Amateur Birder New Camera Alert – Canon Rebel T3i

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Now that I am officially an amateur birder, I decided to up my photo game! I have been using my Samsung Galaxy to take pics but it had its limits; birds that were close still seemed far away and the sharpness wasn’t there. I want to see feathers!

So… I am now the proud owner of a Canon Rebel T3i and I am pretty impressed by the results! I have never owned a DSLR camera before and apparently this camera is a great introduction to the world of DSLR cameras even though it came out in 2011.

What does DSLR stand for? Give me one second while I Google it… ah, there we go… it is a digital single-lens reflex camera. It can be referred to as a digital SLR or DSLR. Basically it combines a single-lens reflex camera with a digital imaging sensor. Don’t ask me what a single-lens reflex camera is… we don’t need to go down that rabbit hole.

So! A new camera means new features and settings to learn about! This weekend I’ve been learning about things like aperture, shutter speed, and ISO.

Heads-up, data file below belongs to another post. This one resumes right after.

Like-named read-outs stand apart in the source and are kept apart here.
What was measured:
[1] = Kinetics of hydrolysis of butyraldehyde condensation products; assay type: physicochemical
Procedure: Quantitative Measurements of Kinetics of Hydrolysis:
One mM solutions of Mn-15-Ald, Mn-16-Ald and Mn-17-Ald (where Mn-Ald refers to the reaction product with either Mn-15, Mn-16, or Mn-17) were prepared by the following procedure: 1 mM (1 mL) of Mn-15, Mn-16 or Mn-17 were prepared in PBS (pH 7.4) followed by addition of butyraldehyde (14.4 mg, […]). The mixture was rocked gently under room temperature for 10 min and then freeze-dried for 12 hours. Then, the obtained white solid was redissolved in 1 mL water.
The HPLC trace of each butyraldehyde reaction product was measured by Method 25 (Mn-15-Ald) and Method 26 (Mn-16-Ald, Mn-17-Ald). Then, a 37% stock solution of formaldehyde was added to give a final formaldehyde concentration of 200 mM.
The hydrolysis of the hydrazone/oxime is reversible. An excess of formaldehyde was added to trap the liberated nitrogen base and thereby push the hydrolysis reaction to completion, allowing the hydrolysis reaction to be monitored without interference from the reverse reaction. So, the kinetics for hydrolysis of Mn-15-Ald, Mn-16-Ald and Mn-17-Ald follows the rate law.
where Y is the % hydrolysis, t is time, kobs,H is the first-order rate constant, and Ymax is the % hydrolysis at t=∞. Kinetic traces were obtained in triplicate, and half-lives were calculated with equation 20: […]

Here is the quick rundown:

Aperture – This is the hole or opening that allows light to pass through and is represented by f-numbers (e.g. f6.3). The “f” stands for the focal length of the lens. The bigger the aperture number, the smaller the hole and less light. A lower number, means that the hole is larger and there is more light coming through. This would be ideal for low-light scenarios as I discovered this morning while trying to take a pic of a female cardinal that was perched in the shadows of a tree branch. A low aperture number also makes the background blurry which I think makes for some super neat effects.

Shutter Speed – This is the length of time the camera shutter is open. Basically it refers to how long it takes for your camera to take a photo. If you’re trying to catch something that moves quickly, a higher shutter number (e.g. 1/2000th of a second) is helpful. If you have a lower number, meaning it takes longer for your camera to take a photo, remember to do your best to have a steady hand! If it takes longer to take a photo, the chances of your photo coming out blurry increases. I recommend taking a deep breath and releasing it as you snap the photo… it helped me relax.

ISO – ISO stands for International Standards Organizations and refers to your camera’s ability to capture light. ISO numbers are 100, 200, 400, 800 etc. If it’s bright outside, a lower ISO number is better to avoid washing out your photo with light. A high ISO number means high sensitivity to light and should be used for darker scenarios.

OK, that was the Sunday Funday rundown of some of the main settings to play with!

Are you ready?

More to come as I continue to practice balancing all of these settings to capture the perfect bird images!

Happy Birding!


Image Credit: ME! 🙂 @birdhouselove